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Keeping Alive a Philanthropic Family Tradition

Even at age 42, Adam Bronfman has the air of perpetual youth to him: He wears a gold hoop earring, and his shock of red hair frequently has a pair of Oakley sunglasses perched on top — even in the dreariest of hotel conference rooms. So it did not feel inconsistent when the last two weeks shaped up as a kind of coming-out party for him.

On April 6, just a year after joining Hillel International’s board, Bronfman chaired a gala dinner honoring his father, Edgar Bronfman Sr. A few days earlier, he attended his first conference of the Jewish Funders Network — a group of philanthropists, most of whom are graying — where he was greeted like the boy wonder he passes for in Jewish philanthropic circles. As soon as it was over, he jetted off for an extended skiing vacation in Greenland.

This being the Bronfman family — perhaps the single largest force in the Jewish charitable world — Adam’s sudden high profile did not happen by chance. As he explained it at the Hillel dinner, in December 2003 he accompanied his father, who is currently the president of Hillel’s board of governors, on a trip to Rio de Janeiro to open a new student center. During their stay, Edgar asked Adam, his youngest son, to join Hillel’s national leadership and to help run the family’s main charity, The Samuel Bronfman Foundation.

This trip with his father, Adam said, came “after leading quite separate lives.” He said that, while in Rio de Janeiro, “we entered into a dialogue that has since led to a deeper relationship than we ever had before.”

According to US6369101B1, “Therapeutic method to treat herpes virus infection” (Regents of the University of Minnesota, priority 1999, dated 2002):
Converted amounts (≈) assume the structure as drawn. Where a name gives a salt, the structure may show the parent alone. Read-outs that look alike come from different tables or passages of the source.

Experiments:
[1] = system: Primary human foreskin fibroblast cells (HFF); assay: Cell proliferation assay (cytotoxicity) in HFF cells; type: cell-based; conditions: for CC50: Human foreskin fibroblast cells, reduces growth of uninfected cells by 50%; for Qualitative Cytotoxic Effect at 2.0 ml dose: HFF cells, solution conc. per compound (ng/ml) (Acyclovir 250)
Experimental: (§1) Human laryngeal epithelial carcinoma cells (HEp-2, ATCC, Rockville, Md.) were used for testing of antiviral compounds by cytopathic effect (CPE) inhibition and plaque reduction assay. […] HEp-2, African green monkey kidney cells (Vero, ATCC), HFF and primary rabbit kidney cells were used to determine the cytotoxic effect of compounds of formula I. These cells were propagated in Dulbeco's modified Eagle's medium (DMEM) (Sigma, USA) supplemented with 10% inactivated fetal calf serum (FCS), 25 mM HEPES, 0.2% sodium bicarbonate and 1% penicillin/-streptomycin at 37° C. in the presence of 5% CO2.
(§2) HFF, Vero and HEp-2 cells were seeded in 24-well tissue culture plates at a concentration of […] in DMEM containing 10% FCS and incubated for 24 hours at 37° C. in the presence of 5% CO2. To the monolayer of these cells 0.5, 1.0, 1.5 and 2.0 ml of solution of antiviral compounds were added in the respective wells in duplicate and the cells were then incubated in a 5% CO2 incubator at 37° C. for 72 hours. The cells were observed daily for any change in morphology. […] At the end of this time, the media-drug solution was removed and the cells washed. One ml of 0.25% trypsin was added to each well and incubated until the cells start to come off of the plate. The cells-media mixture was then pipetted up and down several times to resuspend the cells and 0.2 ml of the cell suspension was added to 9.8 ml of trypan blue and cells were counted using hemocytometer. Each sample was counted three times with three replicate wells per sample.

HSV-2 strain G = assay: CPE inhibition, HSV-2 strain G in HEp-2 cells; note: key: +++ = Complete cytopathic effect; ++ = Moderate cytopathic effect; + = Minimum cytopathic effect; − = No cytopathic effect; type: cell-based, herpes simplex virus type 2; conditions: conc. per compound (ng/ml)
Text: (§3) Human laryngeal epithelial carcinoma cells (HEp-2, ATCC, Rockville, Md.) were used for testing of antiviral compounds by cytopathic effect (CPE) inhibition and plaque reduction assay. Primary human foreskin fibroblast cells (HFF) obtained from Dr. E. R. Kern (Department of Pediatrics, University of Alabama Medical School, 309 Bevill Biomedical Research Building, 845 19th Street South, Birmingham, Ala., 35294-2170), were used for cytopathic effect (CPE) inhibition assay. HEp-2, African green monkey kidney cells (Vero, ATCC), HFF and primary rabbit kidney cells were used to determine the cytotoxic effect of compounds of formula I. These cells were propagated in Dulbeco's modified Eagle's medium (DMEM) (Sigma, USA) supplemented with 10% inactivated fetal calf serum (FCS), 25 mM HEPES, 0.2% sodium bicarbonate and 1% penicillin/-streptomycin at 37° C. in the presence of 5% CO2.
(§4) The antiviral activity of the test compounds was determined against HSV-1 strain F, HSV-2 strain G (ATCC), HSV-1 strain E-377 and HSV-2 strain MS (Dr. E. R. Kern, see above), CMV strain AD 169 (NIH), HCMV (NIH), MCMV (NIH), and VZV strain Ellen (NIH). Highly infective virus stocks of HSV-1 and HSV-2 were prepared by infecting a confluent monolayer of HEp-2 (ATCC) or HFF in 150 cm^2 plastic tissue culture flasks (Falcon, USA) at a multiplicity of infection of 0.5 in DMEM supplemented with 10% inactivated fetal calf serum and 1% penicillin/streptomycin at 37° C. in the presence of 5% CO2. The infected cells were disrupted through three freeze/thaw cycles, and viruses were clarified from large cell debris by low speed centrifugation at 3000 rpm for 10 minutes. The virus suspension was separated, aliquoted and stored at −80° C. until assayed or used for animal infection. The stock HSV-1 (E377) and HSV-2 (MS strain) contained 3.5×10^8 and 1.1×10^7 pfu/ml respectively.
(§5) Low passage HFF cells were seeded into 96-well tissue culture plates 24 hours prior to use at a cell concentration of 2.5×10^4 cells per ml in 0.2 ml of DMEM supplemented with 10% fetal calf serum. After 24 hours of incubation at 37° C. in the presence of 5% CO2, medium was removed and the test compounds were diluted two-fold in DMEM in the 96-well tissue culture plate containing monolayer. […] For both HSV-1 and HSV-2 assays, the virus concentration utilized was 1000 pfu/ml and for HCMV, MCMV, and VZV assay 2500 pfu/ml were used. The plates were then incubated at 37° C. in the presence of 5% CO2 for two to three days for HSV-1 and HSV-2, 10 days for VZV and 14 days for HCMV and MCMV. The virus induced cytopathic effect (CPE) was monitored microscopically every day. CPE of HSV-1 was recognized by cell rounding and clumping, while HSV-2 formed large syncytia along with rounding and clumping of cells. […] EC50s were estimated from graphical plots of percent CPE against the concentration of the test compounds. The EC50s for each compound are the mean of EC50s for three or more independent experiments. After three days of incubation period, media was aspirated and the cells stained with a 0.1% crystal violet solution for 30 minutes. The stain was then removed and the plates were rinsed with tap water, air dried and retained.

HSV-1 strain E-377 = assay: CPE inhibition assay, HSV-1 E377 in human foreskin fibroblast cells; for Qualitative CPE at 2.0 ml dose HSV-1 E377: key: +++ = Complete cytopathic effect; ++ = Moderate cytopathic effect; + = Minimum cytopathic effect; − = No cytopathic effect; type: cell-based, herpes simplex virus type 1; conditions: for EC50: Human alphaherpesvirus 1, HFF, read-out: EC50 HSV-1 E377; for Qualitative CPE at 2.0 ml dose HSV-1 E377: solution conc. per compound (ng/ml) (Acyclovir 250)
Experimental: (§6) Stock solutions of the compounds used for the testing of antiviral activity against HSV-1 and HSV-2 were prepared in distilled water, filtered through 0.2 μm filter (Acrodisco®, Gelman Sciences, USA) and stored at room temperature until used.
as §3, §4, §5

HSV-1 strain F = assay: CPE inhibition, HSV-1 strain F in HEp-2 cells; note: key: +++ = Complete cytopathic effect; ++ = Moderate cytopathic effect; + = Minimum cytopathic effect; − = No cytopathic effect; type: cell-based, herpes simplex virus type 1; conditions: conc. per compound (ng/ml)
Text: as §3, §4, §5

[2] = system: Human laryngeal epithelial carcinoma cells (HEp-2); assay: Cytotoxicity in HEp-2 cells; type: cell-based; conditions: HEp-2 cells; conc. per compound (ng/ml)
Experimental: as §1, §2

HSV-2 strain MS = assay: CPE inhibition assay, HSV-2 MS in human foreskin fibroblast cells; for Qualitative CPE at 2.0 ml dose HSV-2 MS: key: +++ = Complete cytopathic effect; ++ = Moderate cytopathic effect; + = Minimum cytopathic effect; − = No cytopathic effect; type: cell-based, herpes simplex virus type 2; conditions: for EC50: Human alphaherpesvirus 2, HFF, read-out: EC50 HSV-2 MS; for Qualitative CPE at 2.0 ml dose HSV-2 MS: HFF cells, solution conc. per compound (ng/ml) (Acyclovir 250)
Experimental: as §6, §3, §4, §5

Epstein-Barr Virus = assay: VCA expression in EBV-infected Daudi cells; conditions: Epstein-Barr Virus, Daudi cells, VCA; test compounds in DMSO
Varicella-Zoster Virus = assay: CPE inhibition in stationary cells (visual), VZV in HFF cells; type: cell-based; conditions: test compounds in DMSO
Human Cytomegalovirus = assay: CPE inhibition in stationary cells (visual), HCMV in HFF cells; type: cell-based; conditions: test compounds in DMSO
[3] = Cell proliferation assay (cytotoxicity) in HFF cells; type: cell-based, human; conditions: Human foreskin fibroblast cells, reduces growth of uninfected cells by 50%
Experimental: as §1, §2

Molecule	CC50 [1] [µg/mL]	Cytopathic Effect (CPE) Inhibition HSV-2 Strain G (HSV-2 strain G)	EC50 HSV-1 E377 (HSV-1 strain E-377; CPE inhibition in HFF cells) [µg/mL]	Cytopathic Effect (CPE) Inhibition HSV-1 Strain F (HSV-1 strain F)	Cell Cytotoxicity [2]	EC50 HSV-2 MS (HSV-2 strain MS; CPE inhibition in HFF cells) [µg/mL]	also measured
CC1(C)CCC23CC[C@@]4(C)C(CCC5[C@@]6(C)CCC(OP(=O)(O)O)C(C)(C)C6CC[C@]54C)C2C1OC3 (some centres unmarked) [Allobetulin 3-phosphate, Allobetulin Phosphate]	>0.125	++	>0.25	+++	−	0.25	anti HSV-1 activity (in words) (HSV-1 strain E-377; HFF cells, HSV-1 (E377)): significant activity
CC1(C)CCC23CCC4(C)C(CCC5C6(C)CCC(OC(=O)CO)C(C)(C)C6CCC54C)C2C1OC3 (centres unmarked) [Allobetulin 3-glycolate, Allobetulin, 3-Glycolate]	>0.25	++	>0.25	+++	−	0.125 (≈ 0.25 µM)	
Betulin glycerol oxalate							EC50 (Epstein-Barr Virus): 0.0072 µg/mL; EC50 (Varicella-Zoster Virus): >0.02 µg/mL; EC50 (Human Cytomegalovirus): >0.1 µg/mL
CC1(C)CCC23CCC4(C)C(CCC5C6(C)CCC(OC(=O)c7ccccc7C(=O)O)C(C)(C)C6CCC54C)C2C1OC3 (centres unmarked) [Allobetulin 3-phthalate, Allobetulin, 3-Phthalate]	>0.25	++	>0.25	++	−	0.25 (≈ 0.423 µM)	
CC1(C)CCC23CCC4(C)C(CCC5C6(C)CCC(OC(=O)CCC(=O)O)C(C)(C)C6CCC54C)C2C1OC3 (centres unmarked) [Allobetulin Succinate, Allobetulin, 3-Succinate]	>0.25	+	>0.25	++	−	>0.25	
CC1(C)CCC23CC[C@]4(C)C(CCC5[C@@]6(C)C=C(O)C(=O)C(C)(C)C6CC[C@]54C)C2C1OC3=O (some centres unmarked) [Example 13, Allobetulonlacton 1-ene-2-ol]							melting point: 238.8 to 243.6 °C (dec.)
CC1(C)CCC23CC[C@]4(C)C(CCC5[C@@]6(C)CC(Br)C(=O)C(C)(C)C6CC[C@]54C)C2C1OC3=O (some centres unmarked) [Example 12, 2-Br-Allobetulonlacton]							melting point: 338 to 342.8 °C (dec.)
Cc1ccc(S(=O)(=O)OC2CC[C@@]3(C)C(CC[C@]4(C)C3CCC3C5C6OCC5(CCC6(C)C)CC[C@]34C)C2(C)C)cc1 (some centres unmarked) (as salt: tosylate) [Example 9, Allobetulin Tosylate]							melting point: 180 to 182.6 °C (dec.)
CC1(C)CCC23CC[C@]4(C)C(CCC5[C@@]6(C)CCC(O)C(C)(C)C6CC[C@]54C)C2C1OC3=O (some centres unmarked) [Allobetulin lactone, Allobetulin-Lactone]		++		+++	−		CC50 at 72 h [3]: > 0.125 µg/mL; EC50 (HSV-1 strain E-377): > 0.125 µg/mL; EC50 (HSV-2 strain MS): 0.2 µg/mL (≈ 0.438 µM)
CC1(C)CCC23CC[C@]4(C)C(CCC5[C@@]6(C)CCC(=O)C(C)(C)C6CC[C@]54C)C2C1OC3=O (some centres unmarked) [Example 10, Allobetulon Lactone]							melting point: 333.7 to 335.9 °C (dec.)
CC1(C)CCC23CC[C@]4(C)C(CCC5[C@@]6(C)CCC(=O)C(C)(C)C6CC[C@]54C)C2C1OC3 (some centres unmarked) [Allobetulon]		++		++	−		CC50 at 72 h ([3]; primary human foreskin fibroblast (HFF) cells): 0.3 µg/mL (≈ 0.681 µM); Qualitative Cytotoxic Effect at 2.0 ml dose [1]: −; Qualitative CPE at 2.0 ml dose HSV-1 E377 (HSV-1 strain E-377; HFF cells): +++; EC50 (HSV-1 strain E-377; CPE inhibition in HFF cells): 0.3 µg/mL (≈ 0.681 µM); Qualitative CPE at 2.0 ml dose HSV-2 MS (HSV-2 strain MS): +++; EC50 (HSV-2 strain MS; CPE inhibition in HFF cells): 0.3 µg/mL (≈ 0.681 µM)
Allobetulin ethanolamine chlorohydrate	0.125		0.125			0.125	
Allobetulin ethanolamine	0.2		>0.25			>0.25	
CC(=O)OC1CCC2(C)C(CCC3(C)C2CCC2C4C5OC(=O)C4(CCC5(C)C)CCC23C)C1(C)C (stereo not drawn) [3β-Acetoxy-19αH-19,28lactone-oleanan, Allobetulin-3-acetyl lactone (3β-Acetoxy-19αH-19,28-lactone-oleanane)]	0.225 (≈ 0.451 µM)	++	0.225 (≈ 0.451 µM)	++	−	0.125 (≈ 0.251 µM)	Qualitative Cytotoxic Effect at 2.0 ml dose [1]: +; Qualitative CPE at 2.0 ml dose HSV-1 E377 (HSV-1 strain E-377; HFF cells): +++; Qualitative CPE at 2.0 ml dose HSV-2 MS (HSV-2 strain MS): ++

In his life as ski expert and private investor, Adam had been involved with local Jewish communities in the resort towns where he has lived, but the last year has marked his first appearance on the national scene. Moving fast, he already has become vice chair of Hillel’s board of directors as well as managing director of the family foundation, which distributed $7.5 million of Edgar Sr.’s money in 2003. In person, Adam exudes a California ease about taking on all this new responsibility.

His new work appears to be part of a larger coordinated move by Edgar Sr. to hand down his Jewish philanthropic legacy to his children, years after he handed down his business responsibilities at Seagrams to his second oldest son, Edgar Jr. In January, Adam’s other brother, Matthew, took on a role in their father’s other major Jewish philanthropy, the World Jewish Congress, where Edgar Sr. is the president and Matthew is now a member of the finance committee.

“It’s just time,” Adam told the Forward. “My father likes the idea of collaborating with his sons and bringing them on as partners. So Matthew is probably going to spend more time partnering on the World Jewish Congress work, and I will be doing most of the other family philanthropies.”

The family wealth originates from Adam’s grandfather, Samuel Bronfman, who built a multibillion-dollar business from humble beginnings as a Canadian bootlegger. He spawned a family in which responsibilities are parceled out carefully. Adam says that among Edgar Sr.’s seven children from two wives, he and Matthew have taken on all the Jewish philanthropic work.

While the money comes from an earlier generation, Adam, at least, has a hint of the maverick to him as he wanders through the frequently staid ranks of philanthropists. When Adam went to the Auschwitz commemoration ceremonies earlier this year, he brought along a troop of his friends, including a young photographer. In his charitable work, Adam has shown interest in programs that support what he calls “a pluralistic and open Judaism.” In this, he is working from his own experience, with a non-Jewish wife and a relatively secular upbringing.